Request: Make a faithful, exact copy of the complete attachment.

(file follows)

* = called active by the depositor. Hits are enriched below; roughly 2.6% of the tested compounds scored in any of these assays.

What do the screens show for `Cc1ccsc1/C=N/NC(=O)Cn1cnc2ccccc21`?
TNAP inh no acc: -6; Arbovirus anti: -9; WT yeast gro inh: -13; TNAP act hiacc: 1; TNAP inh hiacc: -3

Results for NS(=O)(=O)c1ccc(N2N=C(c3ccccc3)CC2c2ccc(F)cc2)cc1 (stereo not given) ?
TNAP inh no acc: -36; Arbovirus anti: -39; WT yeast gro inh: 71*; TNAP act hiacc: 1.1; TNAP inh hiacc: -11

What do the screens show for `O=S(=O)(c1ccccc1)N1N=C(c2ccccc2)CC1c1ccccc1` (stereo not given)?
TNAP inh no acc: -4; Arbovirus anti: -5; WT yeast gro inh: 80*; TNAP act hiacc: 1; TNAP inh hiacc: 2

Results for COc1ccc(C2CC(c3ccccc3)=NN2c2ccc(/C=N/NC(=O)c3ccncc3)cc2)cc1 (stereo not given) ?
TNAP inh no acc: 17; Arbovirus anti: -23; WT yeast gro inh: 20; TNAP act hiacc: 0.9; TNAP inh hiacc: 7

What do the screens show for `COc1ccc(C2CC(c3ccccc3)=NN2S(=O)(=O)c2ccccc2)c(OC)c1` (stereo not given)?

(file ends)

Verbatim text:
* = called active by the depositor. Hits are enriched below; roughly 2.6% of the tested compounds scored in any of these assays.

What do the screens show for `Cc1ccsc1/C=N/NC(=O)Cn1cnc2ccccc21`?
TNAP inh no acc: -6; Arbovirus anti: -9; WT yeast gro inh: -13; TNAP act hiacc: 1; TNAP inh hiacc: -3

Results for NS(=O)(=O)c1ccc(N2N=C(c3ccccc3)CC2c2ccc(F)cc2)cc1 (stereo not given) ?
TNAP inh no acc: -36; Arbovirus anti: -39; WT yeast gro inh: 71*; TNAP act hiacc: 1.1; TNAP inh hiacc: -11

What do the screens show for `O=S(=O)(c1ccccc1)N1N=C(c2ccccc2)CC1c1ccccc1` (stereo not given)?
TNAP inh no acc: -4; Arbovirus anti: -5; WT yeast gro inh: 80*; TNAP act hiacc: 1; TNAP inh hiacc: 2

Results for COc1ccc(C2CC(c3ccccc3)=NN2c2ccc(/C=N/NC(=O)c3ccncc3)cc2)cc1 (stereo not given) ?
TNAP inh no acc: 17; Arbovirus anti: -23; WT yeast gro inh: 20; TNAP act hiacc: 0.9; TNAP inh hiacc: 7

What do the screens show for `COc1ccc(C2CC(c3ccccc3)=NN2S(=O)(=O)c2ccccc2)c(OC)c1` (stereo not given)?